Earl Edwards (born March 17, 1946) is a former American and Canadian football player (defensive tackle, offensive tackle and defensive end). Edwards played both ways offensively and defensively in college]. He played College football at Wichita State University where Hall of Fame coach Bill Parcells was his lineman coach until leaving for Canada. College was a short stop for "Big Earl" because he defended a team member (Melvin Cason), and his input was not appreciated, causing him to leave the team. In his two and a half years at Wichita State University he won Sophomore Lineman of the Year, All Conference 1st Team, All-Mid West 1st Team, and Honorable Mention All American.

In 1967, he was drafted by the Ottawa Rough Riders of the Canadian Football League, only to be traded to the Edmonton Eskimos without playing a down, for an All-Star kicker. Edmonton's offensive line coach Joe Spencer helped him become a stand-out Offensive Tackle (honorable mention All-pro) for two seasons. In 1969 the San Francisco 49ers traded 11 players (6 the first year and 5 the second year) for his draft rights because he still had one year left on his contract with the Canadian team (the Edmonton Eskimos). The 49ers' general manager Jack White stated in an article in the San Francisco Examiner, "if Edwards had remained in college and gone through the regular NFL draft, he would have been the first lineman drafted".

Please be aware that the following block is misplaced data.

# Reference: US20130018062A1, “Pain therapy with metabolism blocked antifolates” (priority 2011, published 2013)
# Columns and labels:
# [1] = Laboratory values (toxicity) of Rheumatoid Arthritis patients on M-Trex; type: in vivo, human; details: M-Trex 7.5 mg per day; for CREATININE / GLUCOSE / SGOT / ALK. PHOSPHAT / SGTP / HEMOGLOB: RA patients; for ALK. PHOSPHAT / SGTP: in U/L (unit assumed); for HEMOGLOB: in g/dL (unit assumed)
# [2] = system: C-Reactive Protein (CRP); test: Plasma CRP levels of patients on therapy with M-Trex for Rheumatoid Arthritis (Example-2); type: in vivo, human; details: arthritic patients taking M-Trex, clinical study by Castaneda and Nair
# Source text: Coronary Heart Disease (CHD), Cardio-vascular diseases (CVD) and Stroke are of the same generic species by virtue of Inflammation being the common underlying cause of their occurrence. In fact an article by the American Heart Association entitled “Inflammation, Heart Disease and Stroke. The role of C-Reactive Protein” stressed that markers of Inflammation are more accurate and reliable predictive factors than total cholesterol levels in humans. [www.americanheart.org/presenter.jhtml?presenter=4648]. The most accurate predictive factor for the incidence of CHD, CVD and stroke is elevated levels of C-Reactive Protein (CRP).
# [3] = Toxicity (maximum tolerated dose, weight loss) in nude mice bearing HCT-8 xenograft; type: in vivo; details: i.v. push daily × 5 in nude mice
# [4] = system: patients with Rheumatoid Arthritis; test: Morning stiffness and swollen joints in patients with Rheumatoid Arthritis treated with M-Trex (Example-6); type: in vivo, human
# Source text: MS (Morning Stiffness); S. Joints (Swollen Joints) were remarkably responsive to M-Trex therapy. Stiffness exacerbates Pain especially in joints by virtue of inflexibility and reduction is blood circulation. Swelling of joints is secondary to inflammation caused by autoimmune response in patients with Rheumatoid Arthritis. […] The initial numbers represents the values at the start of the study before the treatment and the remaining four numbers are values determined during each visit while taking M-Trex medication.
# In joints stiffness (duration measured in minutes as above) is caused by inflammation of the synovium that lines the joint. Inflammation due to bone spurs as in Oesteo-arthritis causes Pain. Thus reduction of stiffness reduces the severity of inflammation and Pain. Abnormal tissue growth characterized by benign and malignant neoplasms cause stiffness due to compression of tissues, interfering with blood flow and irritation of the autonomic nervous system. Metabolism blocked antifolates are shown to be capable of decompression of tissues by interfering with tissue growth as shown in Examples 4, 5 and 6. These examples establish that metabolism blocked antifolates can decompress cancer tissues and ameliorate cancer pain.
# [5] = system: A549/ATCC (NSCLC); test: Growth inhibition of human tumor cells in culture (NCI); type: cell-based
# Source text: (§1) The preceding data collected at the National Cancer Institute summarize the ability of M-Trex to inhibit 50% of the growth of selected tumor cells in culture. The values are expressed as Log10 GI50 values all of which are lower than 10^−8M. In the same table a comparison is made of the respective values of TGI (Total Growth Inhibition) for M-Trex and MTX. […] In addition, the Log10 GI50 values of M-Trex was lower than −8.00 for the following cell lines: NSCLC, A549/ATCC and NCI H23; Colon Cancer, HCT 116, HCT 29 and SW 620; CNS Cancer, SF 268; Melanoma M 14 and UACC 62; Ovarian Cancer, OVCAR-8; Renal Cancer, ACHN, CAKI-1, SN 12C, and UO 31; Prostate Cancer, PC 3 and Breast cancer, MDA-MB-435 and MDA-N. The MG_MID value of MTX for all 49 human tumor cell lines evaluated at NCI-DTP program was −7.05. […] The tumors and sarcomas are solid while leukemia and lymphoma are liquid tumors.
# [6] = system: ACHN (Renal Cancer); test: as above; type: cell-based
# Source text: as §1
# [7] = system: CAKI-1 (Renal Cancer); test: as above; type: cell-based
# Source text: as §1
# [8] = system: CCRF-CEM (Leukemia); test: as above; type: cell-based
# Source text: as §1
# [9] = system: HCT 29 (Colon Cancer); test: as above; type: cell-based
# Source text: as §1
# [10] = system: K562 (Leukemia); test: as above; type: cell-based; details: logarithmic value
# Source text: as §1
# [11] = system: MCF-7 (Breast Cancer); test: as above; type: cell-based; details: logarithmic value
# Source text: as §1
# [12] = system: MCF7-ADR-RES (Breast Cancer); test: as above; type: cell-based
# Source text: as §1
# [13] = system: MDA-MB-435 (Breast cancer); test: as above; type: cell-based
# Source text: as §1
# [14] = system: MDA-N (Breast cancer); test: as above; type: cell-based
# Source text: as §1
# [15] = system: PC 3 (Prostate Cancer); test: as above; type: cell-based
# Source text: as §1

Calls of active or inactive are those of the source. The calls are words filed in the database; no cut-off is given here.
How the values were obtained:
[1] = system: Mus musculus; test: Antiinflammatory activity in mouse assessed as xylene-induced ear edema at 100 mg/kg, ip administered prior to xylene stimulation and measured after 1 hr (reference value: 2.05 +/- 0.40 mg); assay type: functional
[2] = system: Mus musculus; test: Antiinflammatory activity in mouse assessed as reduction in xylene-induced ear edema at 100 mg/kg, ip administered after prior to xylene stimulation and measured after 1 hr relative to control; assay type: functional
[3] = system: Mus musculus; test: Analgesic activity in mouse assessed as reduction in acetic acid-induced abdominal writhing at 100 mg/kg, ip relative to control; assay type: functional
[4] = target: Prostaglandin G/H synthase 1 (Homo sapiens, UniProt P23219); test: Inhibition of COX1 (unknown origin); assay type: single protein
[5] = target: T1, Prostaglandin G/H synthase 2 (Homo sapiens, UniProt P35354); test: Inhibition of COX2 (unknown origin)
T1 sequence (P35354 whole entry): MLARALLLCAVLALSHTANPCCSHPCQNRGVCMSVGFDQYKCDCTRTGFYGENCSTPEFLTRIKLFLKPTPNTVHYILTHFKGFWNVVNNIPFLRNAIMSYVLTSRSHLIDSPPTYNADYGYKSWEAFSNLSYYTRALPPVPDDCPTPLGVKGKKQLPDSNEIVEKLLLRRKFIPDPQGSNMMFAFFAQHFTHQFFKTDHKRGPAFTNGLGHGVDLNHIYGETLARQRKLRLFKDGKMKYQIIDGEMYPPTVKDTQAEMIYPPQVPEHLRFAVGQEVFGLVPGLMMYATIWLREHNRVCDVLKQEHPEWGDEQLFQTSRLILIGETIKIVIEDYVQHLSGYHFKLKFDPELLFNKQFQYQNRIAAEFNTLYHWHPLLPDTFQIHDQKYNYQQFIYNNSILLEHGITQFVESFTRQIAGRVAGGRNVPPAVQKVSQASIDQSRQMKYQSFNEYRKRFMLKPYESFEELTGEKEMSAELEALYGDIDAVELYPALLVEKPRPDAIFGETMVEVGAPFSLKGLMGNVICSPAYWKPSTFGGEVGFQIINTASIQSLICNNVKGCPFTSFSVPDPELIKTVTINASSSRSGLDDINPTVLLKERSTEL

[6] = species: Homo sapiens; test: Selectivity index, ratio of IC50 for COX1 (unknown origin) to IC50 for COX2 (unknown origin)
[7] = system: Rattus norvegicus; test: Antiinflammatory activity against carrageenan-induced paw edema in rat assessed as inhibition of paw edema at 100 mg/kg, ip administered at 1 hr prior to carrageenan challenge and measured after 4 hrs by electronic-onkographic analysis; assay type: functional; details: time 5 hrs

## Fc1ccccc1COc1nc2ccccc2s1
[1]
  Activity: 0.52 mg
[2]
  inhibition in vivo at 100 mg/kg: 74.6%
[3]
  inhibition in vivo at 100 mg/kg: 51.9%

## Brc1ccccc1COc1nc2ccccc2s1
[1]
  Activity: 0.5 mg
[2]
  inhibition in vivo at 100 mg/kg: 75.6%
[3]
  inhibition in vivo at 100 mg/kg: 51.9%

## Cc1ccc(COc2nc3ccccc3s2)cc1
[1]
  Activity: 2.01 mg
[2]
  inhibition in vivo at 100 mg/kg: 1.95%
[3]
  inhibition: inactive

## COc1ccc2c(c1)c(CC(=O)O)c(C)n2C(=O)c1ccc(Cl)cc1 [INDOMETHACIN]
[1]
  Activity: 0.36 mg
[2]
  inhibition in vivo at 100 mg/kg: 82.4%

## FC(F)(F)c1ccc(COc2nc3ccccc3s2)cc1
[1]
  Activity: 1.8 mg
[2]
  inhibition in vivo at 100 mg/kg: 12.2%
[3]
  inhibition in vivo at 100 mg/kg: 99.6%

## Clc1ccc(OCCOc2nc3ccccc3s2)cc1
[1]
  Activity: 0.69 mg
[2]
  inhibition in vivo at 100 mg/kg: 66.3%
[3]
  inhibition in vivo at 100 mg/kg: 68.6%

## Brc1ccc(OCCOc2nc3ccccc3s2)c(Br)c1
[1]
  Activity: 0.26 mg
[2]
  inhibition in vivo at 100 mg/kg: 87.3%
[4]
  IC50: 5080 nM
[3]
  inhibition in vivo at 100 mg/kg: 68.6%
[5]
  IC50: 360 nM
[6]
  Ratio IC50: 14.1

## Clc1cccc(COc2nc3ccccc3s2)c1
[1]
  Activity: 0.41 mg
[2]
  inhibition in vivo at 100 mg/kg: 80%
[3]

In 1969, his NFL rookie season, he won the 49ers' Rookie of the Year award and was runner-up to Hall of Fame member "Mean Joe Greene" of the Pittsburgh Steelers for NFL Defensive Rookie of the Year award. 1971, he was honorable mention All-pro at Defensive Tackle with the 49ers.

In 1973, he was traded to the Buffalo Bills for two players and switched again to defensive end where he received honorable mention All-Pro honors for the Bills. He was also selected for the Kelso award which he shared with O.J. Simpson as the team's most valuable defensive and offensive players. In 1974 Street and Smith magazine rated Edwards as the most feared outside rusher in the NFL.